Record number of voters cast their ballots in midterm election

As people filled in their ballots, voters across the nation determined who would be their state and nation’s next leaders, and the voting stations had more voters for the midterm elections since 1966, according to NPR.

On Nov. 6, 47 percent of the voting-eligible population cast their votes for state governors, representatives and senators. This means more than 110 million people cast their votes this year, according to NPR. In previous years the turnout for midterm elections ranged from 36.7 percent in 2014 and 41 percent in 2010.

Voters aged 18 to 29 shattered the turnout rates of the past 25 years with 31 percent of that age group casting ballots, according to an estimate by the Center for Information and Research on Civic Learning and Engagement at Tufts University. It estimated that this turnout had at least a 10 percent higher rate than the 2014 midterms election.

Sophomore political science major Moriah Lawrence said that by engaging in politics and elections she understands more about the country and how it works.

According to The Atlantic, “Young adults have had the worst turnout of any age group in every election since the U.S. Census Bureau began keeping track of voter-age data, in 1978.”

Lawrence said at John Brown University people can stay engaged with politics and the world simply by downloading a news app and keeping the notifications on.

“JBU could use a whole lot more people who are willing to speak up about their beliefs but also are able to engage respectfully with people around them,” Lawrence said.

Although Lawrence said that the liberal viewpoints on campus are more often expressed, she believes that people on campus could have healthy conversations, no matter their political affiliation. According to Pew Research, 44 percent of Millennial registered voters describe themselves as independents, compared with 39 percent of Gen Xers and smaller proportions of Boomers, 32 percent, and Silents, 27 percent.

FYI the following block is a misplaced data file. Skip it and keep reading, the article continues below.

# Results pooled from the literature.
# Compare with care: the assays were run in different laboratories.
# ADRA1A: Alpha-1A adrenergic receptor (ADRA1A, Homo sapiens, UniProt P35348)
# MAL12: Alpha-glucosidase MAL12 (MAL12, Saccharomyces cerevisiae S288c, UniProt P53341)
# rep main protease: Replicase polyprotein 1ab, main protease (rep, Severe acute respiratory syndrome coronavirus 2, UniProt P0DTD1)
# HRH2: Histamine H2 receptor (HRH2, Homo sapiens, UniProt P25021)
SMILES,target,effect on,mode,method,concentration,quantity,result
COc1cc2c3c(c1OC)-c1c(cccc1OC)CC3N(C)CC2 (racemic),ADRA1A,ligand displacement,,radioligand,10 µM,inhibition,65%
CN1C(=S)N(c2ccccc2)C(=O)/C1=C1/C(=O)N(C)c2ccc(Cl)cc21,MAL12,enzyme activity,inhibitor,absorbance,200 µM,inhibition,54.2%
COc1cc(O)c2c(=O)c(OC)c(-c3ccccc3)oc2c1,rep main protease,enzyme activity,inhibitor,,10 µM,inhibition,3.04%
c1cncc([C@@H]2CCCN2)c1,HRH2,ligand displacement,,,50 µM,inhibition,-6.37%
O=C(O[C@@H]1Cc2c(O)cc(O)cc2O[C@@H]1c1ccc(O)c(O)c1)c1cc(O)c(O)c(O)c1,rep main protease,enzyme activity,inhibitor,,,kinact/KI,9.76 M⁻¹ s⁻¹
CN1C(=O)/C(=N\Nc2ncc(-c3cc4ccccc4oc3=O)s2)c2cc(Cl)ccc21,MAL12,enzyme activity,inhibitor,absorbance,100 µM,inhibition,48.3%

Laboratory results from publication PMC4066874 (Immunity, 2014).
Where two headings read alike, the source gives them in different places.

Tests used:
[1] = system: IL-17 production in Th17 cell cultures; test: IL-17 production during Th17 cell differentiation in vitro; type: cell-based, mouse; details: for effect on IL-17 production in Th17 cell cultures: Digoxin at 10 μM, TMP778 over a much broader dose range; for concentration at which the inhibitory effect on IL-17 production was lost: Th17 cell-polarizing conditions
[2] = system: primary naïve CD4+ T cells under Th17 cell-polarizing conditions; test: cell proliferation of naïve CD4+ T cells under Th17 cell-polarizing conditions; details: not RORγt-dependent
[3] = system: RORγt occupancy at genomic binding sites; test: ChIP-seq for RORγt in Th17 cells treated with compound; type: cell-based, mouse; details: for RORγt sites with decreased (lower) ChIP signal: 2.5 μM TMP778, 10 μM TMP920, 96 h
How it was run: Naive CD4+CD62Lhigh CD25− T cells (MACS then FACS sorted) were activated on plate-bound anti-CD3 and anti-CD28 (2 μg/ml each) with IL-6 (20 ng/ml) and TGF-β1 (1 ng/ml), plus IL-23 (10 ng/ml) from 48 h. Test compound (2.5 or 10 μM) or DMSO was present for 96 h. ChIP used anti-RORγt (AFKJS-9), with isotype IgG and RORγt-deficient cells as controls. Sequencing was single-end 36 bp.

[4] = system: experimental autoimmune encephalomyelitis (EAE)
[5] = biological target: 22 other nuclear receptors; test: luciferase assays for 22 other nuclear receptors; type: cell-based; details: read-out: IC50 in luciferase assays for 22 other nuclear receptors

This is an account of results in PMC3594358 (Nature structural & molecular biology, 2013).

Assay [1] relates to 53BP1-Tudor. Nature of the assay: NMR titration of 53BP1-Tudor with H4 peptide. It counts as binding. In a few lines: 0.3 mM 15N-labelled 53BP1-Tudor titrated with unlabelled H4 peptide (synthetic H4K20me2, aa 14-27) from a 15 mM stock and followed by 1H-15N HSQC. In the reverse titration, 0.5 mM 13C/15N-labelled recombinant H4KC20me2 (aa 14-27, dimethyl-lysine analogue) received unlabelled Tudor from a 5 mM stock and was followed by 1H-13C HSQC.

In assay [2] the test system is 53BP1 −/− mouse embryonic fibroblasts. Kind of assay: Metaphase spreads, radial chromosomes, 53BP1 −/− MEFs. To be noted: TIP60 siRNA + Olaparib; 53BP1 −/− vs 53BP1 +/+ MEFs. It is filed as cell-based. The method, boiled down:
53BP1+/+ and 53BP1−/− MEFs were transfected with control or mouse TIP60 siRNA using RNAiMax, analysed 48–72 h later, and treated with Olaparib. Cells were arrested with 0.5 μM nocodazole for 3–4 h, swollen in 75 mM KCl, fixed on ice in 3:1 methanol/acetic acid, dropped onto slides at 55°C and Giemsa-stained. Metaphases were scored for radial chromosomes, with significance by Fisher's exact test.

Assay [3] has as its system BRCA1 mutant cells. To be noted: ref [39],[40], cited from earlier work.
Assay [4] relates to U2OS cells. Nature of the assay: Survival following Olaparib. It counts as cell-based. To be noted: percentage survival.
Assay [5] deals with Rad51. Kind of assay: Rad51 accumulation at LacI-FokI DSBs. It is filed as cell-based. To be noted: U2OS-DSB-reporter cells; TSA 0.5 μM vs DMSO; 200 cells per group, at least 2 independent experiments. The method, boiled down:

A Wall Street Journal report said that 64 percent of 18 to 24 year-olds voted democrat and 32 percent voted republican. John Della Vope, director of polling at the Institute of Politics at Harvard, told U.S News and World Report that, “In an overwhelming number of races, according to exit polls, the Democrats won the younger vote–folks under the age of 45–and they lost folks over the age of 45.”

Jared Besse, senior political science major, said another way to stay involved is to have conversations with your friends or take a political class.

“At JBU, take a government class, we have really good government classes,” Besse said. “One of the classes that blew my mind and changed the way I look at politics was Faith and Politics or Religion and Politics is what it’s called now. That was just super instrumental in shaping how I view religion and how I view government interacting with it.”

Besse said having conversations with people around you can benefit your political knowledge. “I think that’s what’s going to encourage and foster more learning than a lot of other things. Plus you get different opinions that way than what you just have.”